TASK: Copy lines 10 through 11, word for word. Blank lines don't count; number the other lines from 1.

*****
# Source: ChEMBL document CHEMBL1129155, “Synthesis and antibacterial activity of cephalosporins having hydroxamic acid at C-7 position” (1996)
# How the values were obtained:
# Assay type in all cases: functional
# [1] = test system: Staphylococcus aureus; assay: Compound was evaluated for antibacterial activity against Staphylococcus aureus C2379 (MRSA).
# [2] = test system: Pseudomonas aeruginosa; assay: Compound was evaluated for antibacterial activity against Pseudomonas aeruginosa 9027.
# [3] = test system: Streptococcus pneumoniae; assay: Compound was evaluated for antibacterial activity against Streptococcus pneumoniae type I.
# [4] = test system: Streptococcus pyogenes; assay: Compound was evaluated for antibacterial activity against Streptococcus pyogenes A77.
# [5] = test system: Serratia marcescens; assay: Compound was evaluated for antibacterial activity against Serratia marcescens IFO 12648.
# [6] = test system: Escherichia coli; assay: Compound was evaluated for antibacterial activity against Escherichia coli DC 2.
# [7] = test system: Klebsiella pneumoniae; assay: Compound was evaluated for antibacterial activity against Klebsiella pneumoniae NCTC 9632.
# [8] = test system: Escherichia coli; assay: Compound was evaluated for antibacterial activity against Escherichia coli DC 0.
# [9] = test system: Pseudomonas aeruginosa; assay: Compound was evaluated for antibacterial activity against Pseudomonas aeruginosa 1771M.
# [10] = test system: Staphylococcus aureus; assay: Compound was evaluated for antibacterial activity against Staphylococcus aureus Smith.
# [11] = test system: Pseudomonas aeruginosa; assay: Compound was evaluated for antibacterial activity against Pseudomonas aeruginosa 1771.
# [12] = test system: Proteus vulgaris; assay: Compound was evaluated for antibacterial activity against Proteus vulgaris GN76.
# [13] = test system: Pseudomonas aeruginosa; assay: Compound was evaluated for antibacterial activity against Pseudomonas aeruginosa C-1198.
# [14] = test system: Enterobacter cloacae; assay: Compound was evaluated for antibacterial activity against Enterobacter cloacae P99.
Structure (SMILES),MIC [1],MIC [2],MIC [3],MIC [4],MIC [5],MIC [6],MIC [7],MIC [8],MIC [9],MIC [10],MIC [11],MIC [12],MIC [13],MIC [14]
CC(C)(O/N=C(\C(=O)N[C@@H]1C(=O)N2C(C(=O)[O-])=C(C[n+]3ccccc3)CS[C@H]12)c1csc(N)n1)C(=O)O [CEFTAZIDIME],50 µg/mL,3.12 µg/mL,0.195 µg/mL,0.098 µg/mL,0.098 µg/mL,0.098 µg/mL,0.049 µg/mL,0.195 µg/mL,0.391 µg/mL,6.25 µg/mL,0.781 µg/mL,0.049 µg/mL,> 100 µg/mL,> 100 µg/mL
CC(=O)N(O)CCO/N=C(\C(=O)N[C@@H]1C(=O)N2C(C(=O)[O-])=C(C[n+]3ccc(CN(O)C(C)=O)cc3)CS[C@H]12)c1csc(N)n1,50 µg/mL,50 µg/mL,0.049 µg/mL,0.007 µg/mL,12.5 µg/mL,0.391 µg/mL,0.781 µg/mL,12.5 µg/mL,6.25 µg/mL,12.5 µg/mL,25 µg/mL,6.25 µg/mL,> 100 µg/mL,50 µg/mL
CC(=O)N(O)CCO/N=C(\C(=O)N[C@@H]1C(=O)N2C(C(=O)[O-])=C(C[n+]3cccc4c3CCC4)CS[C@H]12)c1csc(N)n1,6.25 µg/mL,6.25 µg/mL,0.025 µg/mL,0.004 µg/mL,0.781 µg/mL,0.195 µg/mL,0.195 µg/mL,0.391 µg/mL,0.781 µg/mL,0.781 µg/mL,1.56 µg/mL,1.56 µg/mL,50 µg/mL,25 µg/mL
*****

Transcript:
# [7] = test system: Klebsiella pneumoniae; assay: Compound was evaluated for antibacterial activity against Klebsiella pneumoniae NCTC 9632.
# [8] = test system: Escherichia coli; assay: Compound was evaluated for antibacterial activity against Escherichia coli DC 0.